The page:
Thursday, July 17, 2014
THE PURGE: ANARCHY Doesn't Quite Live Up To Its Name
In the first few minutes of THE PURGE: ANARCHY, the sequel to last year's equally contumacious horror, The Purge, a message materializes on the screen that describes the dystopian events we are about to see: the nation's annual night of mayhem is about to commence, in which there will be no lawful interference. People are encouraged to exercise their legal right given to them by "The Founding Fathers" and "purge" the undesirables--specifically "the poor." Right away this incites an unsettling feeling that begs the following questions: Who decides who's poor? What level of destitution marks someone who should be eliminated? How do you locate the targets?
It's these nagging questions that pester this second installment which at its best is a hauntingly plausible look at an apocalyptic future, but at its worst never quite embraces the issues it promises to explore. Instead, the film swings between both pendulums without ever landing on a secure foot. We learn early on in the film that a rebel group, strikingly consisting mostly of African-American men, has formed to reclaim their place in society, and retaliate against the so-called elitist group of individuals who most benefit from the purge. Which is interesting since, while the first film touched on these sociopolitical issues, it never explored them. There was no armed party to stand up against the gang purgers, so everyone was at the mercy of those who purged (a more controlled concept). Now we have this opportunity to show an actual war, where everyone has taken the law into their own hands, and in which two distinct sides actively fight to survive. Even better, the action takes place outside in the streets where there is limited refuge and the stakes are higher. But all that potential goes to waste because writer/director Jason DeMonaco again chooses to focus on the helpless victims of the night, to the disadvantage of far more interesting characters and a more advanced story that could have built off the last film and personified its title.
So THE PURGE: ANARCHY isn't actually any more anarchic than the last film. By centering on these tedious individuals that get caught out in the night, we get a very similar story from the first except that the action takes place outside which makes the story more erratic (though the new setting effectively enhances the suspense, creating an overwhelming sense of vulnerability). Additionally, some of these target victims are mind-numbingly annoying. While Frank Grillo's insurgent hero is an intriguing character to watch (and Grillo does a good job with it), the film's two main female characters are unforgivably weak. Carmen Ejogo's Eva is a the epitome of a damsel in distress: she cowers at every rap on her apartment door, and for some inexplicable reason she never asserts any authority around her annoyingly loquacious daughter, Cali (Zoë Soul). So much so that I didn't even realize she was her daughter at first. Eva is always jittery, has fright in her eyes, and barely speaks above a whisper. So you can just imagine how she reacted when she and her daughter were pulled out of their homes after their (you guessed it) security system falls apart within minutes. Eva whimpers the entire time, while Cali tries to talk everyone to death (apparently that is her purge power).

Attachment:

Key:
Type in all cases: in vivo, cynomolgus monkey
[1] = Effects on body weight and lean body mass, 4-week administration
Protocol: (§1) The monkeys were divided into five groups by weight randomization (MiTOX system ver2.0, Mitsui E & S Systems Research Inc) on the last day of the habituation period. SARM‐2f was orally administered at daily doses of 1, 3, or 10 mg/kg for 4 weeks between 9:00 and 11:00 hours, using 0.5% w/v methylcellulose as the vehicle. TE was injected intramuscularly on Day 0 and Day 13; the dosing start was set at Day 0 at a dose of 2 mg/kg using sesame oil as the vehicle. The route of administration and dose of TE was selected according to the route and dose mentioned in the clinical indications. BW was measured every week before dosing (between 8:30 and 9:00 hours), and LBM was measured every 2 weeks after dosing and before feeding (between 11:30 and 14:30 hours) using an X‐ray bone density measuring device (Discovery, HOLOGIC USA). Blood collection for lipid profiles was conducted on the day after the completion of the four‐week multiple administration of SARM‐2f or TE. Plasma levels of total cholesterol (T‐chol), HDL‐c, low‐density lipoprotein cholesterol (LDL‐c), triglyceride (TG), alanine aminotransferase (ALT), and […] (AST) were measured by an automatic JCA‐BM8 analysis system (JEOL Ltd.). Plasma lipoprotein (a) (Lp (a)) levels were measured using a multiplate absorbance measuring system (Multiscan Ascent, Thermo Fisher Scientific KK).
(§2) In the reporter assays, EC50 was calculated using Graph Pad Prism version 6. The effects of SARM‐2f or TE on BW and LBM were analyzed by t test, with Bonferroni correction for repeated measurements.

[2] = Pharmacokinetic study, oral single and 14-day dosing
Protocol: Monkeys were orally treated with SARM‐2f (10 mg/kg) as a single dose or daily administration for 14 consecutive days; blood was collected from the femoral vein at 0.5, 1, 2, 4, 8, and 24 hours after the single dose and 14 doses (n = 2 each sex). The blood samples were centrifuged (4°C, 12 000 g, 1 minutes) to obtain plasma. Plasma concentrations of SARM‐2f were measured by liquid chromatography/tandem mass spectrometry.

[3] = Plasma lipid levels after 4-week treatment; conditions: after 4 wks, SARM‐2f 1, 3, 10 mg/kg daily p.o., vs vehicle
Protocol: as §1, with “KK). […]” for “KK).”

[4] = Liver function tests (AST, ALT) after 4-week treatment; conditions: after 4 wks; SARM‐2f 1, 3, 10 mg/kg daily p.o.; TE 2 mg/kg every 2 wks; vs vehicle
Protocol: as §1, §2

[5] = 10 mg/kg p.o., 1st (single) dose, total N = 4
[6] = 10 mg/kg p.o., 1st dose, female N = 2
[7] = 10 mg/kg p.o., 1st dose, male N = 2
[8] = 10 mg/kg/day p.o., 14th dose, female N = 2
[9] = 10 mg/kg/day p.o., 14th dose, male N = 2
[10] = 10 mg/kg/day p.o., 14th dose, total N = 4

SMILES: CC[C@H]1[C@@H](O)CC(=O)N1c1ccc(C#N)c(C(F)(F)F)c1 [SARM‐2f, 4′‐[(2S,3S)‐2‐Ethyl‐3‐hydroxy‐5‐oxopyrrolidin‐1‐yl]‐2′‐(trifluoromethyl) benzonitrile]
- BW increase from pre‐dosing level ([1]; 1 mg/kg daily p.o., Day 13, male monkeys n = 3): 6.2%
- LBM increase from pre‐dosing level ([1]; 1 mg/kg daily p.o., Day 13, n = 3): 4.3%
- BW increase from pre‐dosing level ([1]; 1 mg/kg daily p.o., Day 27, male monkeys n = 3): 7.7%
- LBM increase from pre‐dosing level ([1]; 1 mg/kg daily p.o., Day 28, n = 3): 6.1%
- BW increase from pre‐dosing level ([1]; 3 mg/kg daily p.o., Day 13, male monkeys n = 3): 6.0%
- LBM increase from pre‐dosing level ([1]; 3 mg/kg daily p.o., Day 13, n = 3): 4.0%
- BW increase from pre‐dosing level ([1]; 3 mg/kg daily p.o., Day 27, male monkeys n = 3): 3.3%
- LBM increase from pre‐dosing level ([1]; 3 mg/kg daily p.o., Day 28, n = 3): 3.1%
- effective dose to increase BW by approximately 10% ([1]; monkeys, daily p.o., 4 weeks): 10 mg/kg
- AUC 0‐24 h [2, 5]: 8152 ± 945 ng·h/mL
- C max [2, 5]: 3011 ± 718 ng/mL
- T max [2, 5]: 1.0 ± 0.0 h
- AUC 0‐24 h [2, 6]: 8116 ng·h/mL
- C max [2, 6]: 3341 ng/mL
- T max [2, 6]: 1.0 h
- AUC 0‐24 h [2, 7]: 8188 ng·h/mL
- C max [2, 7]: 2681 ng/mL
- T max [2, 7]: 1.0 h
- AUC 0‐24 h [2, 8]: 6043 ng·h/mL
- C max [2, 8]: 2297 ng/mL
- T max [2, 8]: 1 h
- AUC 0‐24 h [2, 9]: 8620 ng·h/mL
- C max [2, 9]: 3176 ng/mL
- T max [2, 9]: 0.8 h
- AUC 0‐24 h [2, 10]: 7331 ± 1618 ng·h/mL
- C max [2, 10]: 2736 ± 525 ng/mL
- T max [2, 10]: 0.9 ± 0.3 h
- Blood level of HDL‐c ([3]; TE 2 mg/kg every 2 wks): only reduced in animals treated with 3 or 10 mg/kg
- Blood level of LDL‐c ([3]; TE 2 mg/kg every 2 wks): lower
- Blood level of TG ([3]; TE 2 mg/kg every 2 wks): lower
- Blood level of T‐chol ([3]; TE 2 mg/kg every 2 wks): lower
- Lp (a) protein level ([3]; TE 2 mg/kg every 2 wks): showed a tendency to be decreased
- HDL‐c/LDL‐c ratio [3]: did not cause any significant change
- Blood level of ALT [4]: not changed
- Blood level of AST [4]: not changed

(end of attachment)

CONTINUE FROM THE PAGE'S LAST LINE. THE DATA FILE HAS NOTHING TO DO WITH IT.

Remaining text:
It's a strange dynamic, especially when it's lined up against Grillo's more self-aware character, and that of Liz and Shane (Kiele Sanchez and Zach Gilford) who play a couple on the brink of separation. But actually, all of these characters could have used more development. Grillo's Sergeant has a back story we never learn until the end of the film, in a series of hyper chaotic events. We learn that Eva and Cali are specifically targeted, but that fact is not ever revisited again. But the biggest display of randomness is when the group of protagonists seek refuge in a friend's home, which becomes an incestuous war zone. Why? Because the film told us at its very beginning that the purge is about the rich getting rid of the poor, the elite human race getting rid of the weaker one. So how does a domestic squabble enforce these objectives? Why when one of the gang purgers captures the group, he sends them to a more disastrous situation where they have to fend for themselves (and therefore does not act on his "God-given" right)? There are several times throughout the film where we are led to believe that the main group of characters are specifically targeted, but we never learn why. Eva and Cali live in a rundown apartment building, so we can assume it's their economical status that makes them vulnerable. But what about Liz and Shane--why are they targeted?
These questions all lead back to my main point that the film should have focused on the rebel uprising instead. To push this group into the background is a major flaw that is emphasized in the film's penultimate act that features a pivotal and terrifically executed scene with the rebels, reminding the audience that it is they who should have been the main characters all along. DeMonaco's knack for creating anxiety and tension is excellent and provides genuine horror (the idea of actual anarchy with no legal repercussions is still terrifying), but he could have used some help in the writing. I'm completely on board with the horror action, but this sequel really points out the glaring thematic flaws. Hopefully that is tightened up in the inevitable third installment (approximately 364 days away).
Rating: C (**1/2 out of *****)
THE PURGE: ANARCHY is in theaters Friday.